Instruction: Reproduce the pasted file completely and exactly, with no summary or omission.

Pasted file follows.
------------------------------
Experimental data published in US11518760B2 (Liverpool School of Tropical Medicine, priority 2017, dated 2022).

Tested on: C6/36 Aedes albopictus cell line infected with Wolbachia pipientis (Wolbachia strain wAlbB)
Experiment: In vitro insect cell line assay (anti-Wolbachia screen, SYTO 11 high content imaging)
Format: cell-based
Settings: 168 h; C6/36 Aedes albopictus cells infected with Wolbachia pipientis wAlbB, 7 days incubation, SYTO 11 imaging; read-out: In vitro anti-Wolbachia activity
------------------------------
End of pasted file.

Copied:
Experimental data published in US11518760B2 (Liverpool School of Tropical Medicine, priority 2017, dated 2022).

Tested on: C6/36 Aedes albopictus cell line infected with Wolbachia pipientis (Wolbachia strain wAlbB)
Experiment: In vitro insect cell line assay (anti-Wolbachia screen, SYTO 11 high content imaging)
Format: cell-based
Settings: 168 h; C6/36 Aedes albopictus cells infected with Wolbachia pipientis wAlbB, 7 days incubation, SYTO 11 imaging; read-out: In vitro anti-Wolbachia activity